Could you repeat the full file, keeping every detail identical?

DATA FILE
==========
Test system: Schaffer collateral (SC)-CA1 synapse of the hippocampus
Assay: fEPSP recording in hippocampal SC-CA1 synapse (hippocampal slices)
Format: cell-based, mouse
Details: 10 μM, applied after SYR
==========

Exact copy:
Test system: Schaffer collateral (SC)-CA1 synapse of the hippocampus
Assay: fEPSP recording in hippocampal SC-CA1 synapse (hippocampal slices)
Format: cell-based, mouse
Details: 10 μM, applied after SYR